Targeted mutations of the p66Shc gene decrease the generation of reactive oxygen species (ROS), increase the resistance of cells to oxidative stress, and prolong life span in mice. Because of these characteristics, mice carrying a deletion of the p66Shc gene (p66Shc−/−) have been extremely relevant to collect evidence supporting the hypothesis that oxidative stress with diabetes alters organ homeostasis (13). In the study by Albiero et al., the activity of the sympathetic system was identified as novel upstream regulator of p66Shc expression. Preservation of BM innervation in diabetic p66Shc−/− mice resulted in the correction of the defective migration of BMCs and opposed the downregulation of Sirt1. Diabetic animals crossed with p66Shc−/− mice responded effectively to G-CSF with mobilization of hematopoietic stem cells (HSCs) and endothelial progenitor cells (EPCs).

Whether deletion of p66Shc leads to an enhanced formation of free radicals in BMCs was not established, leaving unanswered the question of whether ROS accumulation is a determining factor of the defects in BMC migration. However, oxygen toxicity and DNA damage induce telomere shortening, which is a negative modulator of the migration of stem cells, opposing their egress from the niches (14). As shown in the study by Albiero et al. (6), hematopoietic-restricted Sirt1−/− mice recapitulate the diabetic stem cell “mobilopathy,” while overexpression of Sirt1 results in BMC mobilization, overcoming the detrimental influence of diabetes and sympathectomy on circulating cells.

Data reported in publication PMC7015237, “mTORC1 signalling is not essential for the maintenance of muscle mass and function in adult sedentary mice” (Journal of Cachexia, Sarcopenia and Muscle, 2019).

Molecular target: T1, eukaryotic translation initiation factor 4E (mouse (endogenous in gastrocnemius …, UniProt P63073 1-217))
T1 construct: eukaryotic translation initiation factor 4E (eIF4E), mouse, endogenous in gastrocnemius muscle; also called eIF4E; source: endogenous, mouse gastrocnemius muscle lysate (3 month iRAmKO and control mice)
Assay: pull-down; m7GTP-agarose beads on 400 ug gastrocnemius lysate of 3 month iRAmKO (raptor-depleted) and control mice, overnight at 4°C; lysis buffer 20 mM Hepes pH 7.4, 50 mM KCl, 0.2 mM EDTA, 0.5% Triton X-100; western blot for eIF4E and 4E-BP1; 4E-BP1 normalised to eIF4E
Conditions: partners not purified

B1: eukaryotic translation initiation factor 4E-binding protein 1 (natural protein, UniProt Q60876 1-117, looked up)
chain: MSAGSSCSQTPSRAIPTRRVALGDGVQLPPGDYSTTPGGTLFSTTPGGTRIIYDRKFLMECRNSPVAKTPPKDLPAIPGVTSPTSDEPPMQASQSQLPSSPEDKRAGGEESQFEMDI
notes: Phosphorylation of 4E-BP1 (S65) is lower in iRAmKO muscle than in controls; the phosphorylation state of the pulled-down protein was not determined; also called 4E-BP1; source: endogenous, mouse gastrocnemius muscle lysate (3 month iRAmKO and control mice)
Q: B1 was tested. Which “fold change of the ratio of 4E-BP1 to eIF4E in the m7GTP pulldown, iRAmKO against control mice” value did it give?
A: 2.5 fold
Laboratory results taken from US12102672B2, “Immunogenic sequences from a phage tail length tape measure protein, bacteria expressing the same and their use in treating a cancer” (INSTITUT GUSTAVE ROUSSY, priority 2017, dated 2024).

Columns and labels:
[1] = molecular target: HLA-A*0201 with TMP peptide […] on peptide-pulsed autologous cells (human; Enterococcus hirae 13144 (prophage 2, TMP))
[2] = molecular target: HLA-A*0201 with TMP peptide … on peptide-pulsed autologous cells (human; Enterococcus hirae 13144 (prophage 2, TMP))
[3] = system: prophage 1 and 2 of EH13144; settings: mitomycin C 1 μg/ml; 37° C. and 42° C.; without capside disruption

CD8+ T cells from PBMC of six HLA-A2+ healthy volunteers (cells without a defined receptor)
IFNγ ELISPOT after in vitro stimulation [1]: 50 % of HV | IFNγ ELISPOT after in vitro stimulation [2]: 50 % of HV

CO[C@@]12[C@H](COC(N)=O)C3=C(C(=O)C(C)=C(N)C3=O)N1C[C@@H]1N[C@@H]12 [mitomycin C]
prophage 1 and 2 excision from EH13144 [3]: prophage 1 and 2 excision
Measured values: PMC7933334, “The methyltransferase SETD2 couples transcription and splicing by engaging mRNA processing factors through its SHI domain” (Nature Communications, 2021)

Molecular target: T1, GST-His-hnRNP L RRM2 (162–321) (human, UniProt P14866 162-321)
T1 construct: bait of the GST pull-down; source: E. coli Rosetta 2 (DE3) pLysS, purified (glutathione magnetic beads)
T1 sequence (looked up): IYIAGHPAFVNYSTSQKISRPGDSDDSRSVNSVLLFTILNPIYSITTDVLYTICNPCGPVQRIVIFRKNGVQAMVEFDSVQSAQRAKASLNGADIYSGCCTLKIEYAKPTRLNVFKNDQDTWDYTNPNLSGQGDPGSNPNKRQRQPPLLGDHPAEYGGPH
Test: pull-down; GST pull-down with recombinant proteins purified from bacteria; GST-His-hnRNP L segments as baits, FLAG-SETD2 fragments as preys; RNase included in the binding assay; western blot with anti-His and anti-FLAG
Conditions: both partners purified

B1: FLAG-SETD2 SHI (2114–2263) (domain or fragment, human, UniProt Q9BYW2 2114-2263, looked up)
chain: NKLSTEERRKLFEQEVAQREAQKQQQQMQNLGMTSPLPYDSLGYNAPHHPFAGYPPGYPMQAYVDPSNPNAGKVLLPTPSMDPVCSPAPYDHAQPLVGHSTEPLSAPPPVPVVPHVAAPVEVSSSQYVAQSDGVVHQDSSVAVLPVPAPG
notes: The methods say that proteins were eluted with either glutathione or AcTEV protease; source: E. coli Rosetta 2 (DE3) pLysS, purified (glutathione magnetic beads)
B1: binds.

The effects of BM denervation on the retention of BMCs were tested in the current study in clinically relevant conditions, including the administration of G-CSF and tissue ischemia (6). G-CSF treatment is the protocol currently employed for BMC mobilization in patients. However, its efficacy in animals with DAN was significantly compromised. To overcome this obstacle, CXCR4 antagonists were administered to sympathectomized mice, obtaining effective migration of BMCs from the nervous niches into the circulation. This strategy, which promotes pharmacological inhibition of the interaction of CXCL12 with its receptor CXCR4, is independent from the loss of integrity of BM innervation and may be successful in diabetic patients.

The motile phenotype of circulating HSCs and EPCs reflects their ability to migrate to distant tissues and engraft and differentiate into the cell lineages of the recipient organ. In the study by Albiero et al., cells of BM origin localized primarily in the vessel wall and initiated a process of vasculogenesis, which ameliorated distal perfusion in hind-limb ischemia.